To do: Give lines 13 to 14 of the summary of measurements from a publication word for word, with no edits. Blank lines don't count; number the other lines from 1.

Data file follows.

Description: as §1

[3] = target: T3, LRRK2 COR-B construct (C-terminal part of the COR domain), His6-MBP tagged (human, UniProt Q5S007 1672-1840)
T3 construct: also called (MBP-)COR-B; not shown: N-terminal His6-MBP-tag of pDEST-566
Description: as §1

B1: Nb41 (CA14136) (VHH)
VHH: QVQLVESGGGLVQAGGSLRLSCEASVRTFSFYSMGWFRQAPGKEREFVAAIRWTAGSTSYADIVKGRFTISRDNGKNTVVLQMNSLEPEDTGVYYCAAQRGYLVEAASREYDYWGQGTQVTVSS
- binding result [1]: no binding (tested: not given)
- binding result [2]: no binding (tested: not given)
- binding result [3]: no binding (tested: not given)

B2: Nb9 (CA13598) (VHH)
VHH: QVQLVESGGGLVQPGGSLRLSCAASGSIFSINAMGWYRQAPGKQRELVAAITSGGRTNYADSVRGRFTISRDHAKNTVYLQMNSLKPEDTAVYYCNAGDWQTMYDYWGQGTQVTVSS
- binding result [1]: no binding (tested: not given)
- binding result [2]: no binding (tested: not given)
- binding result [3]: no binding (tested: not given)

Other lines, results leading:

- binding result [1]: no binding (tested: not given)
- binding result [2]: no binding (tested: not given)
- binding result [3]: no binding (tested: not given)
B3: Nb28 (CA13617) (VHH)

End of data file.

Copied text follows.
- binding result [2]: no binding (tested: not given)
- binding result [3]: no binding (tested: not given)